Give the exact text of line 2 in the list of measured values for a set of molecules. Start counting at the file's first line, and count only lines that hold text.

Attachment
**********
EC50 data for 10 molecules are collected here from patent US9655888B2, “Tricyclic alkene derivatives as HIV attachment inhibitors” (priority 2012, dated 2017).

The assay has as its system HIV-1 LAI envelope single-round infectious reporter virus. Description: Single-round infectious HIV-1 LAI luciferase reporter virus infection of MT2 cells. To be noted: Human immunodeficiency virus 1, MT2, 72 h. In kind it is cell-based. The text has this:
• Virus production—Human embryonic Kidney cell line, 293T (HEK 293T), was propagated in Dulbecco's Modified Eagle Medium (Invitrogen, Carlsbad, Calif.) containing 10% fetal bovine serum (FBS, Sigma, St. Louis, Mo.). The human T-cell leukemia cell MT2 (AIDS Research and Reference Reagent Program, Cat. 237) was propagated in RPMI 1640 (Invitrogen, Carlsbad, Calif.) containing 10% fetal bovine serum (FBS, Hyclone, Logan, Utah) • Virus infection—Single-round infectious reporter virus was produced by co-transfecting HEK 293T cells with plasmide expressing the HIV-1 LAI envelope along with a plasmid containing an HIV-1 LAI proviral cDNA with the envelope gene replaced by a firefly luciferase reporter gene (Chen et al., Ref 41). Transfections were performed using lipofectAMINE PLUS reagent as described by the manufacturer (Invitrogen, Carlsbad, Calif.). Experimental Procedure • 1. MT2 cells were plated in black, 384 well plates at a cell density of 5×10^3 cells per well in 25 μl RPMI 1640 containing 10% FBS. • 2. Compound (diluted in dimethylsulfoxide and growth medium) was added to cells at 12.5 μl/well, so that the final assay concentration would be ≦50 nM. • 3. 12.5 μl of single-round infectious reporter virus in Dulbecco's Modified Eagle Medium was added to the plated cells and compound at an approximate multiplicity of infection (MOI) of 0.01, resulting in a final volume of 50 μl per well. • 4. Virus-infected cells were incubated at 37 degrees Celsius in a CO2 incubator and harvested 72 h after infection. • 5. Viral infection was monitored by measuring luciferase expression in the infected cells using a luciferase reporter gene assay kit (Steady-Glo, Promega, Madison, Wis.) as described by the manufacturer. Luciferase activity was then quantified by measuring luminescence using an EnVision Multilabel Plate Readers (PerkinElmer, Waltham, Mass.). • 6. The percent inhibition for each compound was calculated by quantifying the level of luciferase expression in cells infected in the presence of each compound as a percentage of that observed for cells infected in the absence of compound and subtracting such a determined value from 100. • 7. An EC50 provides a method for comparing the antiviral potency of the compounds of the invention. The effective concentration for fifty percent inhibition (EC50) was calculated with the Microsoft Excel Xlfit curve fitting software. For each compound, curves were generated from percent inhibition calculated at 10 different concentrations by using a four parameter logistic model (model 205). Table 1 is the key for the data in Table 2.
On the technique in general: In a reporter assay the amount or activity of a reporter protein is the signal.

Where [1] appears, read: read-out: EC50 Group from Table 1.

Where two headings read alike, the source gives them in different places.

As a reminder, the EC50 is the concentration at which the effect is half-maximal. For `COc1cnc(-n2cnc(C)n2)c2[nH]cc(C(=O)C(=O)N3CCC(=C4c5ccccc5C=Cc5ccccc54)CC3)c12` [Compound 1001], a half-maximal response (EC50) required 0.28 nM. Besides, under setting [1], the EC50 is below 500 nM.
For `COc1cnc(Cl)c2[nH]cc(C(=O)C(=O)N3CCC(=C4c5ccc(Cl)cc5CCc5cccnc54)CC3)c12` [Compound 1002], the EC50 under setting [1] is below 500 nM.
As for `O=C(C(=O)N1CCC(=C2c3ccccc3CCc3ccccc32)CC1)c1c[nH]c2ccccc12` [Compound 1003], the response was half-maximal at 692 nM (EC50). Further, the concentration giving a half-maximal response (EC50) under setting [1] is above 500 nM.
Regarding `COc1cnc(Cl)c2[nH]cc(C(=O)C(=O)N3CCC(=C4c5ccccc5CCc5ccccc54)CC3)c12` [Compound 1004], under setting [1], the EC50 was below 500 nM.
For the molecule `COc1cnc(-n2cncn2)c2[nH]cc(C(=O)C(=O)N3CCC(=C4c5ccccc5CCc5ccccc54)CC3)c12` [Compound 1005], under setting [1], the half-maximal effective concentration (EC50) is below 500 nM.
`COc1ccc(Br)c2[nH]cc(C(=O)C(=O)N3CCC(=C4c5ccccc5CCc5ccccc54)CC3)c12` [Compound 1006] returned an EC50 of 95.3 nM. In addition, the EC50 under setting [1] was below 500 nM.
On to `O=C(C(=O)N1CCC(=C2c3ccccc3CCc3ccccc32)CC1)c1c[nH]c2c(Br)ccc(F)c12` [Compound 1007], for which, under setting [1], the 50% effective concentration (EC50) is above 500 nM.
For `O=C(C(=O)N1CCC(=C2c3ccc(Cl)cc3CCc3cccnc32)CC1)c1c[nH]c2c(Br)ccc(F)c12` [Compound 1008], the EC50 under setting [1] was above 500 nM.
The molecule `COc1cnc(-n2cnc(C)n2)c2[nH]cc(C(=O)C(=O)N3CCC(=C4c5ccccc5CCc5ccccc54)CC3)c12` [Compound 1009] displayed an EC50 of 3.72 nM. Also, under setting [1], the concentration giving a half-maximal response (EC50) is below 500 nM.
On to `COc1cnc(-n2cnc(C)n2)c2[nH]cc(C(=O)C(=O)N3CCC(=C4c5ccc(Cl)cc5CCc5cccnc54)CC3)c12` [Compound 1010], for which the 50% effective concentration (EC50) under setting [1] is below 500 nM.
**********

The assay has as its system HIV-1 LAI envelope single-round infectious reporter virus. Description: Single-round infectious HIV-1 LAI luciferase reporter virus infection of MT2 cells. To be noted: Human immunodeficiency virus 1, MT2, 72 h. In kind it is cell-based. The text has this: